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Alfred Victor Frankenstein papers, 1875-1985

Biographical Note

Alfred Victor Frankenstein (1906-1981) was an art historian, writer, art and music critic, and educator active in San Francisco, California.
Frankenstein was born in 1906 in Chicago, Illinois. He studied at the University of Chicago but moved to San Francisco to take a job as a music critic for the San Francisco Chronicle . Later, the position expanded to include critiques of visual art and art exhibitions. He remained at the San Francisco Chronicle until 1979, concentrating only on art from 1965.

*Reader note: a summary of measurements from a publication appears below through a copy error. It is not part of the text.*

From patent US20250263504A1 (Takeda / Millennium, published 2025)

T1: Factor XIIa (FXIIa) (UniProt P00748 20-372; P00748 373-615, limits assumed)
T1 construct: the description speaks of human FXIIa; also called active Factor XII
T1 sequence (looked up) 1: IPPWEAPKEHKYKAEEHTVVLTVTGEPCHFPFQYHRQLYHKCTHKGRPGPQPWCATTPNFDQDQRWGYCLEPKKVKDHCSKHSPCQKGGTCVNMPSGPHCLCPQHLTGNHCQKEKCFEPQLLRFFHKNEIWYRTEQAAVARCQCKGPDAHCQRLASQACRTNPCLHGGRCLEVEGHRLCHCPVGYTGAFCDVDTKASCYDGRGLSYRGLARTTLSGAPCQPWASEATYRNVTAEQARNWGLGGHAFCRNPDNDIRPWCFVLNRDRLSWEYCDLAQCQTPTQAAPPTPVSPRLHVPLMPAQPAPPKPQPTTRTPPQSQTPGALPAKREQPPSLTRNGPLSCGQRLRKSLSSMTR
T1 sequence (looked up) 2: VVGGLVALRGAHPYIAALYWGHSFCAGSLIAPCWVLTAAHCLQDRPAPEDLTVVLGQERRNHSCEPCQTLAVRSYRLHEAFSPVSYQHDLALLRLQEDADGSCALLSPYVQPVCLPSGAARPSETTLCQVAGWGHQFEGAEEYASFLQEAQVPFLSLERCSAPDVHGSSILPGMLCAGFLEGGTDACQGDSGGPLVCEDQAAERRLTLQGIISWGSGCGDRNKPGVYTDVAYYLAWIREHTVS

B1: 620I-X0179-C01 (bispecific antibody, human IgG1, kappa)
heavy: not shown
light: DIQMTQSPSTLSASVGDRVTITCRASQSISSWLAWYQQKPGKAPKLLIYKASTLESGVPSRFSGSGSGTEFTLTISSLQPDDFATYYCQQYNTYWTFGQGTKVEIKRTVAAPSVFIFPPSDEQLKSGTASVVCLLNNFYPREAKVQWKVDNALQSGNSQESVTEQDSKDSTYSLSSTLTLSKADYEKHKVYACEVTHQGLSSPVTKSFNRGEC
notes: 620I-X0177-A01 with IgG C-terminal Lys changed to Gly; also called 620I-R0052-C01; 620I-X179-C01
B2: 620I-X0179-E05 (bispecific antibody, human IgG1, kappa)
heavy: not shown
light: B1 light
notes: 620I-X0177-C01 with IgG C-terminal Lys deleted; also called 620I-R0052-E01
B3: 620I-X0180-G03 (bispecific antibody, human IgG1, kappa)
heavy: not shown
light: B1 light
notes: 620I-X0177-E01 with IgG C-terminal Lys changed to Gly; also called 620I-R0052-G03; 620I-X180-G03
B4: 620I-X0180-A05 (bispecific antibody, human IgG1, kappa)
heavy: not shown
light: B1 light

He was an expert on 19th century American still-life and his notable book, After The Hunt (1953), examined the American trompe-l'œil movement in late 19th century and early 20th-century through the work of painters William Harnett and John Frederick Peto. He also authored The World of Copley: 1738-1815 in 1970. Frankenstein curated several major exhibitions, including American Self-Portraits (1974) at the National Portrait Gallery and the 1974 World's Fair Exposition exhibition, Our Land, Our Sky Our Water: an Exhibition of American and Canadian Art..
An educator, Frankenstein was a professor of Art History at the University of California at Berkeley (1940-1974), Stanford University (1973-1981), and at Mills College (1945-1974), where he also taught American music.